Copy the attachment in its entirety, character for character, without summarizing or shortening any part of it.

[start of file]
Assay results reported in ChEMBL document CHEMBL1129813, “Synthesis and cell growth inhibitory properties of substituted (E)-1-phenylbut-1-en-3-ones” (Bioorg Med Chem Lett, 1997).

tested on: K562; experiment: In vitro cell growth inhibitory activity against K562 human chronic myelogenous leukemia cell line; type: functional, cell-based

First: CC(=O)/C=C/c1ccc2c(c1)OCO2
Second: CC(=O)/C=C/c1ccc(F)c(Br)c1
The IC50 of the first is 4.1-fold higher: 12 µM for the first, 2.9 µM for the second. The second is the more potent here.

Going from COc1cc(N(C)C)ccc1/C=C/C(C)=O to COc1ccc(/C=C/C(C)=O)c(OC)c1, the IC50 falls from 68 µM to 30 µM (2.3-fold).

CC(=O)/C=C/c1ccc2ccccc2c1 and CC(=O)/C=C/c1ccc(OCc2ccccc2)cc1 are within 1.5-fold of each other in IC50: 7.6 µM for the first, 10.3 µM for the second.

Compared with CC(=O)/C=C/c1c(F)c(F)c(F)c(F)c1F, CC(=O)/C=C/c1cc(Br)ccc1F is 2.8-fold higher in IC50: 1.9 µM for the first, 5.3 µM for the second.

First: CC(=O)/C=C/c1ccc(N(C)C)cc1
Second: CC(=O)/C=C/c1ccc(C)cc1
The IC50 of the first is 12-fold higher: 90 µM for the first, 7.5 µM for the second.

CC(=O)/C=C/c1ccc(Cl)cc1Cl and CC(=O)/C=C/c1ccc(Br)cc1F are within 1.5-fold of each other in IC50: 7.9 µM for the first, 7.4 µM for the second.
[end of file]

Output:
Assay results reported in ChEMBL document CHEMBL1129813, “Synthesis and cell growth inhibitory properties of substituted (E)-1-phenylbut-1-en-3-ones” (Bioorg Med Chem Lett, 1997).

tested on: K562; experiment: In vitro cell growth inhibitory activity against K562 human chronic myelogenous leukemia cell line; type: functional, cell-based

First: CC(=O)/C=C/c1ccc2c(c1)OCO2
Second: CC(=O)/C=C/c1ccc(F)c(Br)c1
The IC50 of the first is 4.1-fold higher: 12 µM for the first, 2.9 µM for the second. The second is the more potent here.

Going from COc1cc(N(C)C)ccc1/C=C/C(C)=O to COc1ccc(/C=C/C(C)=O)c(OC)c1, the IC50 falls from 68 µM to 30 µM (2.3-fold).

CC(=O)/C=C/c1ccc2ccccc2c1 and CC(=O)/C=C/c1ccc(OCc2ccccc2)cc1 are within 1.5-fold of each other in IC50: 7.6 µM for the first, 10.3 µM for the second.

Compared with CC(=O)/C=C/c1c(F)c(F)c(F)c(F)c1F, CC(=O)/C=C/c1cc(Br)ccc1F is 2.8-fold higher in IC50: 1.9 µM for the first, 5.3 µM for the second.

First: CC(=O)/C=C/c1ccc(N(C)C)cc1
Second: CC(=O)/C=C/c1ccc(C)cc1
The IC50 of the first is 12-fold higher: 90 µM for the first, 7.5 µM for the second.

CC(=O)/C=C/c1ccc(Cl)cc1Cl and CC(=O)/C=C/c1ccc(Br)cc1F are within 1.5-fold of each other in IC50: 7.9 µM for the first, 7.4 µM for the second.